Editor:—I have a 12 gauge, 32-inch, L. C. Smith hammerless shotgun, field grade. This gun, from a standpoint of wear, is in practically new condition, although it is close to twenty years since gun was bought. Neither barrel is full choke as measured by a dime, nor does it pattern well with T½ shot or finer. A dime slips into either barrel at muzzle by touching one side only. Gun does not pattern well with fine shot. It is quite uneven.
D. Z. Babcock, of Calif., says—"1 received the Model 24 Remington you gave me and like it fine. I find the work very pleasant, and yours is just the magazine a true sportsman likes to read." Wm. H. King, of Colo., says — "I am herewith enclosing a snapshot of myself and the fine Savage Supersporter that you gave me for securing 28 subs.
The July OUTDOOR LIFE, containing your editorial, “The Last Stand of the Bear,” has just come to my desk. I note your statement that the Associated Press dispatch sent out from Seward under date of February 1 was the first gun in a major campaign to exterminate all the big brownies in Alaska.
On page 87 of the July issue of OUTDOOR LIFE you have an article, entitled, “How a Rattlesnake Charms a Quail,” which will go a long way to help perpetuate a myth in spite of the fact that the article contains its own evidence of the absolute worthlessness of much of the testimony of “eyewitnesses.”
On Thursday, June 12, Justice of the Peace Tumlin, DeKalb County, Georgia, bound over four defendants on charges of fishing with pole and line on Sunday. They were arrested by E. Baughan, Deputy Commissioner from the State at Large, June 8.
I have been a reader of OUTDOOR LIFE for many years, and I believe that you have always been fair and would not under any circumstances publish anything unless you thought it was correct. For this reason I am writing in reference to an article on “The Collapse of Conservation in Louisiana,” in your issue of August, 1930.
We have a very stiff anti-pistol law here in Massachusetts, requiring license to carry and heavy penalties for violators. I haven’t heard of any criminals or gunmen throwing theirs away just because they didn’t dare go to the police for a permit to carry, and most of those captured are well-armed.
The most comprehensive conservation game program that I have seen outlined is in the last chapter of “Modern Shotguns and Loads,” by Chas. Askins, entitled, “Free Shooting.” I certainly would like to see it appear in OUTDOOR LIFE for the good of the shooting fraternity of this country.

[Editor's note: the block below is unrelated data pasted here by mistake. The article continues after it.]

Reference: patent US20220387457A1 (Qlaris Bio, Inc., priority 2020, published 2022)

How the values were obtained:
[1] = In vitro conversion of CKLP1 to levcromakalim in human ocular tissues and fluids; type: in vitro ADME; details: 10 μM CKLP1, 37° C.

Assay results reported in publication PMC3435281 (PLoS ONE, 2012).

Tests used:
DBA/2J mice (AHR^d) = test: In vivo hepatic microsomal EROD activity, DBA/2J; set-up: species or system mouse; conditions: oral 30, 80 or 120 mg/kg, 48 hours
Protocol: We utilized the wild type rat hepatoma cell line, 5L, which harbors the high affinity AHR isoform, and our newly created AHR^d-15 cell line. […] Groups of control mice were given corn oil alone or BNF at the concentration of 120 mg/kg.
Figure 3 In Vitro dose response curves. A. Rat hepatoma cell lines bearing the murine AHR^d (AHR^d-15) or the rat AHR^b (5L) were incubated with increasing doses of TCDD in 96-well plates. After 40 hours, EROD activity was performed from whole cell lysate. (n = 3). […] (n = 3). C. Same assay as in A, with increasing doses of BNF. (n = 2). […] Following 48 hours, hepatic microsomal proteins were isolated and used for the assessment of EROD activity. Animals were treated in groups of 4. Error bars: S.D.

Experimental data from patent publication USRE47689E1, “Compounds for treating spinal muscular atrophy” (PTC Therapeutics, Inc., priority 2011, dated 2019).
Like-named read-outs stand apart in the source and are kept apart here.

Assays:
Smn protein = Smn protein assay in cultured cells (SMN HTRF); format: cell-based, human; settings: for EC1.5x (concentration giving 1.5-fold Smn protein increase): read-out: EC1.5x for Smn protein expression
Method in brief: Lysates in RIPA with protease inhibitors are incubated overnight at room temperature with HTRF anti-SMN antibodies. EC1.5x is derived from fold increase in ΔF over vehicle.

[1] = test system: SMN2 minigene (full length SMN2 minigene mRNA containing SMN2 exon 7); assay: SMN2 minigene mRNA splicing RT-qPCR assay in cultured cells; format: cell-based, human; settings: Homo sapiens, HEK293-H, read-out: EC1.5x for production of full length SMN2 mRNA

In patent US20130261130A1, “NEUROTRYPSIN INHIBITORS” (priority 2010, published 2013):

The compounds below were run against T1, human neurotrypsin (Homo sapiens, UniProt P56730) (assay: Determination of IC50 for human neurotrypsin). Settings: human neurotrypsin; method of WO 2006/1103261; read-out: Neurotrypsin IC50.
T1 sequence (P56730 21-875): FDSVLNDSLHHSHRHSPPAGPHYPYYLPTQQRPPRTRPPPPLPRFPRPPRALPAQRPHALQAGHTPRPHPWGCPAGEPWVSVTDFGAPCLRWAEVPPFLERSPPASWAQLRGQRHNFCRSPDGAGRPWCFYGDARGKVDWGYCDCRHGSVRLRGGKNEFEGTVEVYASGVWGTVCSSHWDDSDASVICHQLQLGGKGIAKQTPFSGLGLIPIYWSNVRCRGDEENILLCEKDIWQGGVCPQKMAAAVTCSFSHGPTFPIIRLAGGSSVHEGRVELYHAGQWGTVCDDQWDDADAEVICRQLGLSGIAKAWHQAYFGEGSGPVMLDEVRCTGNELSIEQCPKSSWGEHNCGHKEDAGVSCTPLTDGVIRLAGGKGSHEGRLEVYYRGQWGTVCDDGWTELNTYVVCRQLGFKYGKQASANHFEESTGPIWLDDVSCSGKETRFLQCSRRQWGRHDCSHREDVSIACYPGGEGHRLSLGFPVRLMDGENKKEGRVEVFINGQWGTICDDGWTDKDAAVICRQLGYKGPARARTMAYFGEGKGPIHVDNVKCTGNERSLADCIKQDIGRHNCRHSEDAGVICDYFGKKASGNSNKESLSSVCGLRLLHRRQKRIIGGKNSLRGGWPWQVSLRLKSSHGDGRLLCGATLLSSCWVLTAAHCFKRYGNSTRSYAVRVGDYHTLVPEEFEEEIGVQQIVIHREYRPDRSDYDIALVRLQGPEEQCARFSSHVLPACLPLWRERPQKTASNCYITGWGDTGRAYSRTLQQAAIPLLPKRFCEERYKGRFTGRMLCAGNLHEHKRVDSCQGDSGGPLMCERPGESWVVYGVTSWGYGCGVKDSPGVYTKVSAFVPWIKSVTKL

ALL coon hunters throughout the length and breadth of this country have their own ideas of the kind of a dog that suits their purposes best. Their opinions, as a rule, are firmly entrenched on the bed rock of personal experience and the contacts they have had with others who are interested in this same fascinating recreation.
IN PURCHASING breeding stock, remember, "It's not the original cost— it’s the pup-keep.” In other words, when you start out in breeding live stock for profit, the best is none too good, and will more nearly guarantee offspring that will grade high and bring the top prices.
"DOGDOM is about on the threshold of relief from the age-old scourge of distemper.” That is the opening sentence of a bulletin recently sent out by the American Distemper Committee, working in conjunction with the British Distemper Research Council which was inaugurated about five years ago by the London Field and the numerous subscribers from both Great Britain and America.
THE illustration shown here is somewhat unusual. Not that it is anything out of the ordinary to secure a picture of two dogs pointing and backing, but because the pair depicted here are dogs in the string of one handler, and both have been winning in most of the prominent field trials of the season.
Editor Dog Department:—I would like some information on mastiff and Great Dane dogs, How large do they get to be? What is their temperament? What are the prices?—L. H. S., Wyo. Answer:—Both are very old breeds. The mastiff of late years has not been bred in the numbers that was the case during the latter days of the past century, although a few breeders still cherish them very highly.
Question:—My three-month-old pointer pups have weak legs, distended stomachs, intense hunger, and are very thin. They are fed on cooked foods. Can you advise treatment and the cause?—S. A., Tex. Answer:—Your pups have osteomalacia and intestinal parasitism, commonly called rickets and worms.